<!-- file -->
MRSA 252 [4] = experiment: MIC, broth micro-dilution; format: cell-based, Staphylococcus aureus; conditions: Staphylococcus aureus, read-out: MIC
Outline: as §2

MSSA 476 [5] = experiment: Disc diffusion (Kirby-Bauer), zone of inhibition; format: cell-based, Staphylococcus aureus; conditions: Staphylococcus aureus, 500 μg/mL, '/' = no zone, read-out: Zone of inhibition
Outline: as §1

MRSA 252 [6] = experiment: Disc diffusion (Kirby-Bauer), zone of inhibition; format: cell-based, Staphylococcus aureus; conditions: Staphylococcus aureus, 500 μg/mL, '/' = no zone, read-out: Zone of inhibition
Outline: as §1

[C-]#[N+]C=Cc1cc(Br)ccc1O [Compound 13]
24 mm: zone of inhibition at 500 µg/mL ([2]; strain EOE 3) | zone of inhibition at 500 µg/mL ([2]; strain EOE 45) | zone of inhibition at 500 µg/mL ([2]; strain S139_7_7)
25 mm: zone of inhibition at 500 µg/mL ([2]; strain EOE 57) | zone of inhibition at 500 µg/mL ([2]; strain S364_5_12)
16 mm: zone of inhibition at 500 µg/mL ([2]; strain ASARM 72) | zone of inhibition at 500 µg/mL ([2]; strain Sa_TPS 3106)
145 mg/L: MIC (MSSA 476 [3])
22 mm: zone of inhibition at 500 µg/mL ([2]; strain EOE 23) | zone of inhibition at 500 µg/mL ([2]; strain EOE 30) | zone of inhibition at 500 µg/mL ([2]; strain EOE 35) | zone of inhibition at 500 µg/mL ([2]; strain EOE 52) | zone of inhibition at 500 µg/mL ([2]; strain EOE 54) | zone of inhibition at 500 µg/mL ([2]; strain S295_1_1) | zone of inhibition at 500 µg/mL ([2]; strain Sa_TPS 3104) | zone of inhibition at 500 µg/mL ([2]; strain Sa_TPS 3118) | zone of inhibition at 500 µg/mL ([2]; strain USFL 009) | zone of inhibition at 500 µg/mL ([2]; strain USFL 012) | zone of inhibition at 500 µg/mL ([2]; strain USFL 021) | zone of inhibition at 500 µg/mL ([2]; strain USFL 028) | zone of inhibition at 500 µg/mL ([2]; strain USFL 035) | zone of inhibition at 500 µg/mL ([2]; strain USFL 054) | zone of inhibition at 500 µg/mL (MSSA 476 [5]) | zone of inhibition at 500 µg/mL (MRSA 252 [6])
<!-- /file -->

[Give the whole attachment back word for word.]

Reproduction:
MRSA 252 [4] = experiment: MIC, broth micro-dilution; format: cell-based, Staphylococcus aureus; conditions: Staphylococcus aureus, read-out: MIC
Outline: as §2

MSSA 476 [5] = experiment: Disc diffusion (Kirby-Bauer), zone of inhibition; format: cell-based, Staphylococcus aureus; conditions: Staphylococcus aureus, 500 μg/mL, '/' = no zone, read-out: Zone of inhibition
Outline: as §1

MRSA 252 [6] = experiment: Disc diffusion (Kirby-Bauer), zone of inhibition; format: cell-based, Staphylococcus aureus; conditions: Staphylococcus aureus, 500 μg/mL, '/' = no zone, read-out: Zone of inhibition
Outline: as §1

[C-]#[N+]C=Cc1cc(Br)ccc1O [Compound 13]
24 mm: zone of inhibition at 500 µg/mL ([2]; strain EOE 3) | zone of inhibition at 500 µg/mL ([2]; strain EOE 45) | zone of inhibition at 500 µg/mL ([2]; strain S139_7_7)
25 mm: zone of inhibition at 500 µg/mL ([2]; strain EOE 57) | zone of inhibition at 500 µg/mL ([2]; strain S364_5_12)
16 mm: zone of inhibition at 500 µg/mL ([2]; strain ASARM 72) | zone of inhibition at 500 µg/mL ([2]; strain Sa_TPS 3106)
145 mg/L: MIC (MSSA 476 [3])
22 mm: zone of inhibition at 500 µg/mL ([2]; strain EOE 23) | zone of inhibition at 500 µg/mL ([2]; strain EOE 30) | zone of inhibition at 500 µg/mL ([2]; strain EOE 35) | zone of inhibition at 500 µg/mL ([2]; strain EOE 52) | zone of inhibition at 500 µg/mL ([2]; strain EOE 54) | zone of inhibition at 500 µg/mL ([2]; strain S295_1_1) | zone of inhibition at 500 µg/mL ([2]; strain Sa_TPS 3104) | zone of inhibition at 500 µg/mL ([2]; strain Sa_TPS 3118) | zone of inhibition at 500 µg/mL ([2]; strain USFL 009) | zone of inhibition at 500 µg/mL ([2]; strain USFL 012) | zone of inhibition at 500 µg/mL ([2]; strain USFL 021) | zone of inhibition at 500 µg/mL ([2]; strain USFL 028) | zone of inhibition at 500 µg/mL ([2]; strain USFL 035) | zone of inhibition at 500 µg/mL ([2]; strain USFL 054) | zone of inhibition at 500 µg/mL (MSSA 476 [5]) | zone of inhibition at 500 µg/mL (MRSA 252 [6])